Transplant patients are managed by an integrated team made up of specialized physicians, nurse practitioners, physician assistants, pharmacists, social workers, and registered nurses. In keeping with our multi-disciplinary approach to clinical care, patients with non-malignant disorders are co-managed by members of the BMT program and the pediatric subspecialty area with expertise in the disease being treated (e.g. immunology, hematology, endocrinology, genetics and neurology). We also have families of children with a similar diagnosis available to serve as one-on-one support for current patients.

    Inpatient care is delivered at the state-of-the-art Bloomberg Children’s Center in a 20-bed, HEPA-filtered unit dedicated solely to the care of oncology and bone marrow transplant patients. Outpatient care is provided in an equally advanced clinic connected to the inpatient unit.

    Our mission is simple: to make sure that every patient in need of a bone marrow transplant has a suitable donor, and to minimize the toxicity and maximize the efficacy of our transplant protocols.

  • Historically, children in need of a blood stem cell transplant required a human leukocyte antigen (HLA) identical or “fully matched” bone marrow donor. The best matched donor is usually a sibling, but only about 25% of children in need of a transplant will have a “fully matched” sibling donor. In addition, only approximately 30% of patients can find a perfectly matched unrelated donor in the national bone marrow and cord blood registries; and this percentage is much lower for minority groups, especially African Americans and Latino Americans.

    At the Kimmel Cancer Center, we developed a unique method of using “half-matched” donors to ensure that every patient in need of a bone marrow transplant has a donor that can be rapidly identified.  A child inherits half of their bone marrow from their mother and half from their father, meaning in almost every situation a parent can be the bone marrow donor, and 50% of siblings are half-matched too. This dramatically increases the number of patients who can successfully be transplanted. In haploidentical BMT, parents, siblings, and potentially aunts and uncles, nieces and nephews, half-siblings, and grandparents can safely serve as donors. Our experts have performed more than 500 haploidentical transplants for adult and pediatric patients with safety and toxicity comparable to traditional transplants.  This safety has made it possible for haploidentical stem cell transplantation to be used to treat many types of cancerous and non-cancerous pediatric diseases.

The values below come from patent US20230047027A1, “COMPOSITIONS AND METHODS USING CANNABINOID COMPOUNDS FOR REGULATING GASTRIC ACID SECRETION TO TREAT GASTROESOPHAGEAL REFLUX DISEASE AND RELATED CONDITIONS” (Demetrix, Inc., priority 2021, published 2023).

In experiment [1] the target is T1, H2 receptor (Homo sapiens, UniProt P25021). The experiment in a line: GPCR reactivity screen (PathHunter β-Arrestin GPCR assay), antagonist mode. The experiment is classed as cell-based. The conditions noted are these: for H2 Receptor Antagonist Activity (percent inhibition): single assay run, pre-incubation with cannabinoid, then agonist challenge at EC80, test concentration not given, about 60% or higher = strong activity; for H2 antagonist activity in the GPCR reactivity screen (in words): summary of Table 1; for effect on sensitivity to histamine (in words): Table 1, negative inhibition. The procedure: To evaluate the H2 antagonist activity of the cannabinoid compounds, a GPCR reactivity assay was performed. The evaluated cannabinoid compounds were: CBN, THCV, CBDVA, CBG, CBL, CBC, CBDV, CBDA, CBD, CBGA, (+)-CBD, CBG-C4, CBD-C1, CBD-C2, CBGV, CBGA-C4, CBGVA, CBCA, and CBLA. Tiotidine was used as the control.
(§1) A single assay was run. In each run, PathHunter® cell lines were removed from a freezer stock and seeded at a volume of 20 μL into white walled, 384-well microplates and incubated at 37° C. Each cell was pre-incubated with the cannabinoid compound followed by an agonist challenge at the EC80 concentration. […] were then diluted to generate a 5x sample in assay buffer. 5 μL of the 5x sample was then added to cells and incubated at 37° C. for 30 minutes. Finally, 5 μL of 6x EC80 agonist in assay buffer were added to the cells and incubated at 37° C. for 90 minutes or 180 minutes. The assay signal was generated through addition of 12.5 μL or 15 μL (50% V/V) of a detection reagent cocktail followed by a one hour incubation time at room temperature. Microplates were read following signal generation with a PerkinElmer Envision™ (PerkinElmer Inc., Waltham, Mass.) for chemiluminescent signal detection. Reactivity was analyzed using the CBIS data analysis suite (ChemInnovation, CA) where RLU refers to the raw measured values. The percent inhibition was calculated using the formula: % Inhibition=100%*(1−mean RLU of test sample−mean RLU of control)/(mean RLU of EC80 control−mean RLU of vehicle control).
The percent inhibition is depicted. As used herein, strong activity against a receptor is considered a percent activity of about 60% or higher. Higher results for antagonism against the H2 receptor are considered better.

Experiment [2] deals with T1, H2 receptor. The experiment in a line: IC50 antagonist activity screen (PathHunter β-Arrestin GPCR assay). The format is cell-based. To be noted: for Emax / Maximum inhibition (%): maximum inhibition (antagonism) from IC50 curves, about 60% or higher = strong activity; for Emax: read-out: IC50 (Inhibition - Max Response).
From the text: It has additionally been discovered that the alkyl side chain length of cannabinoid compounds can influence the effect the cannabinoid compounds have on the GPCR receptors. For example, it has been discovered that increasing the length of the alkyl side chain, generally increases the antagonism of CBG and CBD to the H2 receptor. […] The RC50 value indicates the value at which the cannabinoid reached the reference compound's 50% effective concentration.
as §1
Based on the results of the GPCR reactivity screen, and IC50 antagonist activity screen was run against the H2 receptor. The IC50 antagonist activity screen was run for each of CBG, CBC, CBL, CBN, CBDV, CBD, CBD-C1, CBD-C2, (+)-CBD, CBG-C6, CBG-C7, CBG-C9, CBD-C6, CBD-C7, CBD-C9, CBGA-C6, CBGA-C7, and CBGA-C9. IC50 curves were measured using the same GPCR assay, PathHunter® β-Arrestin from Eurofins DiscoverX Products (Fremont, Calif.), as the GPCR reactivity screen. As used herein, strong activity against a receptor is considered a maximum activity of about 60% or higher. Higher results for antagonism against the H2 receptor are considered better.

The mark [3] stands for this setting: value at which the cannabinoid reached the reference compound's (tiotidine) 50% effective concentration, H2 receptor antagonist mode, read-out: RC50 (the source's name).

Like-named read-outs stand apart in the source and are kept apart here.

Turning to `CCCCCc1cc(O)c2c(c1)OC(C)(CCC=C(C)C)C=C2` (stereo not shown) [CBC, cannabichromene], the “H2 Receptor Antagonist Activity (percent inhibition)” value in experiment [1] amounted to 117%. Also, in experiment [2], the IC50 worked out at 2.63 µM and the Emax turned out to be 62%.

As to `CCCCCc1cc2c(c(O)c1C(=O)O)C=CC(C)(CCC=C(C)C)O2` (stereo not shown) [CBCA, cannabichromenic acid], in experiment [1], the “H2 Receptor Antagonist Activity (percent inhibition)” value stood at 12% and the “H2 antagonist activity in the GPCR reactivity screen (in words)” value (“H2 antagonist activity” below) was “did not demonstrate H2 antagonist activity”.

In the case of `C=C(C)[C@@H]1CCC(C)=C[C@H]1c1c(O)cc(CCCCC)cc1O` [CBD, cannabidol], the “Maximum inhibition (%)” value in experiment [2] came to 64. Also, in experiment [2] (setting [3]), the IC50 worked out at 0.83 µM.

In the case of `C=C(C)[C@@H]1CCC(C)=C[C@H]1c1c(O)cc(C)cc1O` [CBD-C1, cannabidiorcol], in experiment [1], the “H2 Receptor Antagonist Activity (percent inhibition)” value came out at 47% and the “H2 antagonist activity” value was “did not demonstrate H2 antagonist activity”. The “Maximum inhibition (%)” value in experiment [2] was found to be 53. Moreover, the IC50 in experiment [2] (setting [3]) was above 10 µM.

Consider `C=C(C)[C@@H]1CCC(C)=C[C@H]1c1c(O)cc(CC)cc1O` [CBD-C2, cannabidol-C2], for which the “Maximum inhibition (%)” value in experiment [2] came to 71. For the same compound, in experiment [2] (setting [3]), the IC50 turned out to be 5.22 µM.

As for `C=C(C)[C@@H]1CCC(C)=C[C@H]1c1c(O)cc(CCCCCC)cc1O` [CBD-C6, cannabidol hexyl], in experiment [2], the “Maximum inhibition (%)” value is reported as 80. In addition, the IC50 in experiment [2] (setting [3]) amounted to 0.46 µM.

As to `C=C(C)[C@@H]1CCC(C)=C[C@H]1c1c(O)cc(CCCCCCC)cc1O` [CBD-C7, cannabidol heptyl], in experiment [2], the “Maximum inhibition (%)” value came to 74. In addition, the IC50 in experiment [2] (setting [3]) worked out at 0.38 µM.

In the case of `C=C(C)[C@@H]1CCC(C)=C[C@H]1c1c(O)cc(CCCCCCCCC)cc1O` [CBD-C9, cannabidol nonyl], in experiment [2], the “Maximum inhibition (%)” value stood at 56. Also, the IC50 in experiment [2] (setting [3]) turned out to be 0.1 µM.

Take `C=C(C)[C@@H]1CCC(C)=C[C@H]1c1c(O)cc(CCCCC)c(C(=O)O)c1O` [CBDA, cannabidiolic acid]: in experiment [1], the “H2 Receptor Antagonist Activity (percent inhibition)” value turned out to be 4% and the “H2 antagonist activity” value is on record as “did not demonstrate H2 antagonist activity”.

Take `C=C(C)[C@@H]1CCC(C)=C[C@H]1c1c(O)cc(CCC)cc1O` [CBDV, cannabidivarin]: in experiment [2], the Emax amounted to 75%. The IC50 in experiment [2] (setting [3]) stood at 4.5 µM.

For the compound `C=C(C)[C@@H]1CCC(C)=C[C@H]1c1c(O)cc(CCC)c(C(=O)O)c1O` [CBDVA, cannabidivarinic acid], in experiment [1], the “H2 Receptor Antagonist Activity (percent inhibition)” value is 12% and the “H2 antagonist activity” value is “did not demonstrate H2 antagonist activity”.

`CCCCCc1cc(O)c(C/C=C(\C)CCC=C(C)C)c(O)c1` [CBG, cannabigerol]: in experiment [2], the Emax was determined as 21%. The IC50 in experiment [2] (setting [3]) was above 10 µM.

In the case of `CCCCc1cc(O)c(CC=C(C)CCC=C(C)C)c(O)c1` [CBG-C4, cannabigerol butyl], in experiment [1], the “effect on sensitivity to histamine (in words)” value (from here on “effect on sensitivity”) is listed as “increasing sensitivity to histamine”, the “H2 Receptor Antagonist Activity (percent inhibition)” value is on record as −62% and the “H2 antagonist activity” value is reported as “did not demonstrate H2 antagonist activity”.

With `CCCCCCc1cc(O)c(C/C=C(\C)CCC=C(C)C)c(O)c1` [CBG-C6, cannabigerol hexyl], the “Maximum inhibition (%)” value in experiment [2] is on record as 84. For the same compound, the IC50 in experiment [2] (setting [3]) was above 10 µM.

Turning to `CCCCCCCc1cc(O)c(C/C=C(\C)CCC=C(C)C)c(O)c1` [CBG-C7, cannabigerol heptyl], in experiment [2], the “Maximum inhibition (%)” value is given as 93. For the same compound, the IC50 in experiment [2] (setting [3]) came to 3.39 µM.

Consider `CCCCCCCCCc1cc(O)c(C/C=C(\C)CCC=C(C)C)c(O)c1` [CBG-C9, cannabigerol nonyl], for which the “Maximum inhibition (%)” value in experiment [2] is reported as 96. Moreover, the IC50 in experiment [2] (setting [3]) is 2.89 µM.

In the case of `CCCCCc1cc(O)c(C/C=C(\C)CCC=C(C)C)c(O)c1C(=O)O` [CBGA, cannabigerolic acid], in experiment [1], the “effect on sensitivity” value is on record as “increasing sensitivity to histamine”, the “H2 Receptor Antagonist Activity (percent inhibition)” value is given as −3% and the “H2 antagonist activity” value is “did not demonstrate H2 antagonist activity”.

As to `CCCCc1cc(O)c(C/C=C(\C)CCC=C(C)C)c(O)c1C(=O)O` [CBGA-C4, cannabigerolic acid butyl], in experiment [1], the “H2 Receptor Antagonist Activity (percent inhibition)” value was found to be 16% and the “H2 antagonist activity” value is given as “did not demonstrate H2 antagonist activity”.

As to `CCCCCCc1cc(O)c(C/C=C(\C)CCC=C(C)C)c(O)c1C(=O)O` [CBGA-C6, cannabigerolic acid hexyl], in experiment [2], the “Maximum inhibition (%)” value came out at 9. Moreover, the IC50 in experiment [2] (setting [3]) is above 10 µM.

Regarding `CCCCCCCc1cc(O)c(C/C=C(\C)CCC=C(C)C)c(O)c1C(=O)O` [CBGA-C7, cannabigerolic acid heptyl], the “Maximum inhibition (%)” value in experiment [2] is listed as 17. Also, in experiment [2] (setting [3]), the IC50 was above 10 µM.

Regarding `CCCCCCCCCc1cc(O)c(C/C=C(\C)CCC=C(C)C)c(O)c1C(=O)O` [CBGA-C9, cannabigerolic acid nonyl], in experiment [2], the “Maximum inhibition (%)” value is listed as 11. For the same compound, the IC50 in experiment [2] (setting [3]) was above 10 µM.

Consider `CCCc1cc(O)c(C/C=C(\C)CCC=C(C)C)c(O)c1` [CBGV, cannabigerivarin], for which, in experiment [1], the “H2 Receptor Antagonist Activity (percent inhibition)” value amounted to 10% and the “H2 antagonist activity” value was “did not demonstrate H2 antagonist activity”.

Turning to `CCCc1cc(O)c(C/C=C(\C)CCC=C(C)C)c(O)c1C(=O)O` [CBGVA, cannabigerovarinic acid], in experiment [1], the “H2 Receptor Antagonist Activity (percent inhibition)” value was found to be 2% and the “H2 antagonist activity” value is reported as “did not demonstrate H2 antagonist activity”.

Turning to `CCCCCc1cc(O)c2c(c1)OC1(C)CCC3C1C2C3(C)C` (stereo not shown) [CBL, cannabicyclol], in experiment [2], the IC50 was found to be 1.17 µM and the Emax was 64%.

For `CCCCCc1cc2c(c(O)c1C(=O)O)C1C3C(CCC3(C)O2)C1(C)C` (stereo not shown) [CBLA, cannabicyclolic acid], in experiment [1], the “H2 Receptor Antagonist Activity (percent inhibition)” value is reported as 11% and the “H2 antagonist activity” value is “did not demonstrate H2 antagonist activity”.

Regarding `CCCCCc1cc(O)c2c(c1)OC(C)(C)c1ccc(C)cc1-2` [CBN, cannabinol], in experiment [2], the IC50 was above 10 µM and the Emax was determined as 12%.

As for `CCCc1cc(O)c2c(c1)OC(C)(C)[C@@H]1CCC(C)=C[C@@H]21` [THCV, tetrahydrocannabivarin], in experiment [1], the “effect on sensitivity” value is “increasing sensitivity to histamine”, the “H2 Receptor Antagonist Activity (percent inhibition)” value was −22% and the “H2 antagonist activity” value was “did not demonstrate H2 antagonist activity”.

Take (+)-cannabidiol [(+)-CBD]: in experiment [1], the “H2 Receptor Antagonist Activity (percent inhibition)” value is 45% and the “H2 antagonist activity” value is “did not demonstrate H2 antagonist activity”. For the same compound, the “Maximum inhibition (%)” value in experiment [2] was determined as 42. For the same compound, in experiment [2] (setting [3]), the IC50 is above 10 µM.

• The pediatric oncology and bone marrow transplant programs have a keen focus on the unique medical and psycho-social challenges that face the adolescent and young adult population. At Johns Hopkins, young adults can be admitted and cared for in the Bloomberg Children’s Center up to age 25. The programs are also associated with the Ulman Cancer Fund, an internationally recognized organization dedicated to supporting adolescent and young adult patients with cancer. The headquarters is in Baltimore, and the Kimmel Cancer Center’s pediatric oncology program is one of the few programs in the country that have a Ulman Cancer Fund-sponsored patient navigator to assist with care delivery.

  • The Pediatric Bone Marrow Transplant program is also using blood stem cell transplantation from suitably matched donors to treat patients with non-malignant disorders of the blood, immune and metabolic systems. When possible, reduced intensity bone marrow transplant preparative regimens are used to minimize both short term and long term side effects from chemotherapy and radiation therapy. When a “fully matched” donor is identified, we have protocols to minimize the amount and duration of immunosuppressive drugs that are needed after bone marrow transplant. This approach allows patients to come off of their medication earlier and helps the immune system recover faster.

    Non-malignant disorders we are currently treating include: Severe Combined Immunodeficiency, Chronic Granulomatous Disease, Hyper-IgM syndrome, Common Variable Immunodeficiency, Hemophagocytic Lymphohistiocytosis, Bare Lymphocyte syndrome types I and II, Severe Aplastic Anemia, Fanconi anemia, Dyskeratosis Congenita, Diamond-Blackfan Anemia, Hunter syndrome, Hurler syndrome, Adrenoleukodystrophy, Metachromatic Leukodystrophy, Sickle Cell Disease, and Thalassemia.

  • The Kimmel Cancer Center is a leader in the use of haplo-identical donors and the delivery of novel immune therapies for difficult to treat cancers, placing the Bone Marrow Transplant program at the cutting edge of cancer treatment. “We have a venue at the Kimmel Cancer Center to deliver novel, immune cell-based, therapies to our patients, we will be driving the next generation of therapies to bring transplant to a large population of patients,” says Dr. Cooke. “The only way to break new ground is through well planned, carefully controlled translational research, and the Johns Hopkins Kimmel Cancer Center provides a terrific environment for this to be successful. Physician-scientists within Pediatric Blood and Marrow Transplantation are both devoted clinicians and researchers who strive to maximize efficacy and decrease toxicity of bone marrow transplant.